Some of you may remember that Lumberjanes, easily one of our favorite comics of the year, was originally slated to be an eight-issue miniseries. Fortunately for everyone, it was upgraded to an ongoing by virtue of being completely rad, but next week marks the release of the eighth issue of the series from Noelle Stevenson, Grace Ellis and Brooke Allen, closing out the first arc of friendship, merit badges, and creepy, creepy woods. And as you might expect for the start of a final chapter, things are not looking so good for our heroines.
Previews - Page 5
Listen, I love Big Trouble In Little China more than most people love their children, but I think we all have to admit that in the movie, Miao Yin isn't exactly a great character. She spends almost the entire film kidnapped, and while that's to be expected in a movie made in the grand tradition of '80s action where 90% of the focus is on intentionally half-baked tough guy talk from Kurt Russel, but still. I think she speaks somewhere in the neighborhood of zero words in that movie, and that's a shame.
Fortunately, we have comics, and as we all know, comic books fix everything. In this week's BTILC #6, John Carpenter, Eric Powell, Brian Churilla, Lisa Moore and Ed Dukeshire are putting Wang's lady love front and center, kicking off the issue with a scene where she beats the living heck out of a bunch of demons -- who may or may not actually just be kindly merchants.
My friends, we are living in a wonderful time. Hot on the heels of Gotham Academy #2, which featured the return of Bookworm as a school librarian, comes Batman '66 Chapter 47, where the world's most sinister bibliophile is once again in the spotlight! And, just as an added bonus, he's also riding around in a giant robot dragon, which I think you will agree makes pretty much everything better.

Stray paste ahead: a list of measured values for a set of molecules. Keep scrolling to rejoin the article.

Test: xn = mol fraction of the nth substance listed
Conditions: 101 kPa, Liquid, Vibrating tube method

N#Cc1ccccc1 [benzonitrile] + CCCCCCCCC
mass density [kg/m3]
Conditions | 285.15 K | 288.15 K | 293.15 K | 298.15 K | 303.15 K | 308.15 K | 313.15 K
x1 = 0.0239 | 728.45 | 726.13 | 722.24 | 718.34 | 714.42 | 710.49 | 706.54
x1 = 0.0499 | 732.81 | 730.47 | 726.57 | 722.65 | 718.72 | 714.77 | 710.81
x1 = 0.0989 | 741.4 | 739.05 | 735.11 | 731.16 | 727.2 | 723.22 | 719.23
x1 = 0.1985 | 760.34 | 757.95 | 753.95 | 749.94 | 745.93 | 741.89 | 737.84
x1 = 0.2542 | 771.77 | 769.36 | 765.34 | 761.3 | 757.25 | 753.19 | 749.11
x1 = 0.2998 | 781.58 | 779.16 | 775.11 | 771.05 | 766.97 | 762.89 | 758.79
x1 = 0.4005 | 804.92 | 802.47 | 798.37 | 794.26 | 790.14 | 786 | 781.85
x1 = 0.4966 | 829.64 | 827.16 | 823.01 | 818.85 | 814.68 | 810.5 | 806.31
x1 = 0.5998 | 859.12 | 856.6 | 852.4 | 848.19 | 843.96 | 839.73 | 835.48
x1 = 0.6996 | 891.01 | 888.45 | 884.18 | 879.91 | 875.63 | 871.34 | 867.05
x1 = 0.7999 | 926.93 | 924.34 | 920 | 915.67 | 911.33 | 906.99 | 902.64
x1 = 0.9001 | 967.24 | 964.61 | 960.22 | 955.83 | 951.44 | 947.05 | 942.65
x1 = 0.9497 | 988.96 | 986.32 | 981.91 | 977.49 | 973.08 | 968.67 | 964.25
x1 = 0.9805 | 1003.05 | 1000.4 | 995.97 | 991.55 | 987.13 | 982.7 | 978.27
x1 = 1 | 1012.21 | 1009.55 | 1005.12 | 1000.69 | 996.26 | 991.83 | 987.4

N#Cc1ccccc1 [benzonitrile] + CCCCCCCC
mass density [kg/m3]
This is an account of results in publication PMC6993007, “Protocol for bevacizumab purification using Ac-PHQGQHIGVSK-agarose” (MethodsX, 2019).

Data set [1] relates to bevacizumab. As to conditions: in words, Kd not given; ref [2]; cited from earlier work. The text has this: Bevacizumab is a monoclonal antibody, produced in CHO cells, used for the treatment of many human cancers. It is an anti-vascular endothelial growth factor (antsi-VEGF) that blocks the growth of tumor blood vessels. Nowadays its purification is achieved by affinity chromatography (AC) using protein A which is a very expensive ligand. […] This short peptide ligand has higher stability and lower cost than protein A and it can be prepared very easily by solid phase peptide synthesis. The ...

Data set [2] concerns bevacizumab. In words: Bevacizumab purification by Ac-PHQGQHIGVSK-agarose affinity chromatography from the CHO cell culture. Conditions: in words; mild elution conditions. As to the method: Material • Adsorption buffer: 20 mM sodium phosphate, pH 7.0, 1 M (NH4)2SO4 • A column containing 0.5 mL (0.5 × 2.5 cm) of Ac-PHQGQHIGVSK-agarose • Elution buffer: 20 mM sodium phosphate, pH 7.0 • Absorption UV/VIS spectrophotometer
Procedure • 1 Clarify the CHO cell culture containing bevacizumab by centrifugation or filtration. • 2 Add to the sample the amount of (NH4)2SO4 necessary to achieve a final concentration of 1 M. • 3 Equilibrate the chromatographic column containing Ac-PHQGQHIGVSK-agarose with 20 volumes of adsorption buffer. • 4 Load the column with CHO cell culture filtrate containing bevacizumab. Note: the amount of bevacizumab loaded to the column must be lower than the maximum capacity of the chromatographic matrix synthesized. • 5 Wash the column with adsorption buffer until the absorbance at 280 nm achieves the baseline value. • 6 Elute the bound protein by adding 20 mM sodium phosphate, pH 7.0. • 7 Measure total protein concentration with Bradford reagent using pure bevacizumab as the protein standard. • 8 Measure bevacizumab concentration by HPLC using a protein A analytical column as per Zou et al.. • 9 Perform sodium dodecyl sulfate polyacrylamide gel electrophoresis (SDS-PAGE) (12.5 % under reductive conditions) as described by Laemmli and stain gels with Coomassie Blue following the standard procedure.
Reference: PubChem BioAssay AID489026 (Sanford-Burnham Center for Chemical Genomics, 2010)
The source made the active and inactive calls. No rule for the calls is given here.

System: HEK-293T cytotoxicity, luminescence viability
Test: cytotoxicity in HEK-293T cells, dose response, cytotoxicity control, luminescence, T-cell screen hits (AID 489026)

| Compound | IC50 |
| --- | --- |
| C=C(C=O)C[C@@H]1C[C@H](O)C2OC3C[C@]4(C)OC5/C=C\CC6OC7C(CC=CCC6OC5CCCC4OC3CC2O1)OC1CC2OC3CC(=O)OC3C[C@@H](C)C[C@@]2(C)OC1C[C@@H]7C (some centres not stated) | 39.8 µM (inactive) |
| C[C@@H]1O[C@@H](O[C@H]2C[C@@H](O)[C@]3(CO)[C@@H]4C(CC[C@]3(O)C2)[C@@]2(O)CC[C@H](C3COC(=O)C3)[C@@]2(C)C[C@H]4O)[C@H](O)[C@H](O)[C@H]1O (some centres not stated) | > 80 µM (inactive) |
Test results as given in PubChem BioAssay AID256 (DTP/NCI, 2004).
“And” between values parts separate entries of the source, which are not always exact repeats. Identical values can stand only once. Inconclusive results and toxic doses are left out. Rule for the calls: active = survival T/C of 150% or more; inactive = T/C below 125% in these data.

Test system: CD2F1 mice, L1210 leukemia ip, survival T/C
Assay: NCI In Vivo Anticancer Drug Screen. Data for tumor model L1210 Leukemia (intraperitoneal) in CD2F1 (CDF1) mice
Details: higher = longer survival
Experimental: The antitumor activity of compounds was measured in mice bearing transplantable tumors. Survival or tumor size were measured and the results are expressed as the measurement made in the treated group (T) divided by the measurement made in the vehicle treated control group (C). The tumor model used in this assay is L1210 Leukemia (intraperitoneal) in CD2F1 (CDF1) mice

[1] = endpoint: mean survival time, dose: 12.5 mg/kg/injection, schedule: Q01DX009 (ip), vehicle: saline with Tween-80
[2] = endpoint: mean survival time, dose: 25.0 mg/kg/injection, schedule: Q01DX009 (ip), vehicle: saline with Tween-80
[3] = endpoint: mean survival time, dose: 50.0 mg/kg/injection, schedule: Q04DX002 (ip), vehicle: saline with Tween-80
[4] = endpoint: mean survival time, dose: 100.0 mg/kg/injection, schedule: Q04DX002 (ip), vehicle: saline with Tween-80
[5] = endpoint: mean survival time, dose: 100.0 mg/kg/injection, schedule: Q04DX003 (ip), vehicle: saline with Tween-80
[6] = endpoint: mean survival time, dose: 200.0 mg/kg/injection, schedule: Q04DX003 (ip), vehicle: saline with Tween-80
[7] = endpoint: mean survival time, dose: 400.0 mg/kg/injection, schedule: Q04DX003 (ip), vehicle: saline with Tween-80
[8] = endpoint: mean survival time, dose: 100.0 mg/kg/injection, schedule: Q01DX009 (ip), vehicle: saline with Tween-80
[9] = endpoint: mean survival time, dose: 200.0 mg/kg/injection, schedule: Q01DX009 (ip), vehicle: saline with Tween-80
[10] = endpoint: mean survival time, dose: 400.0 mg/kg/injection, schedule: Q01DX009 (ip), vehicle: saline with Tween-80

Okay, admittedly, the main focus of the issue seems to be that King Tut (possibly the greatest of all Batman televillains) is raising an army of the undead with the help of the unstoppable Osiris Virus, but c'mon. It's a giant robot dragon and it's wearing a top hat. Check out what else Jeff Parker and Scott Kowalchuk have in store for the caped crusaders below!
When it comes to a book like The Bigger Bang, there's a lot that you can say that'll make it sound interesting. You could take the route that the official press release from IDW takes and talk about how it's focused on a journey of atonement for an impossibly powerful superhero who finds himself alone in the universe, trying to solve the mystery of his own creation. Or, you can do what the actual opening pages of the book do, and show him punching out volcanoes.
As much as I love the stories of Lord Death Man and Professor Gorilla, the one thing I was really excited about when DC announced that they'd be bringing Jiro Kuwata's Batmanga back into print after over 40 years was that they'd be getting to stories that I hadn't read. The collection that Chip Kidd put together a few years ago was, after all, just the tip of the iceberg, and it was the stuff that hadn't been reprinted that was going to get really weird -- and if you've been keeping up, you've seen just how strange things can be.
In next week's episode, the current story comes to its climax with "The Man Who Quit Being Human," which, given that the previous story has featured the aforementioned Professor Gorilla, has been pretty surprisingly dark. Batman and Robin are facing down against a terrifying foe who wants to eliminate his mutated genes from his daughter, and it's pretty incredible. Check out a preview below!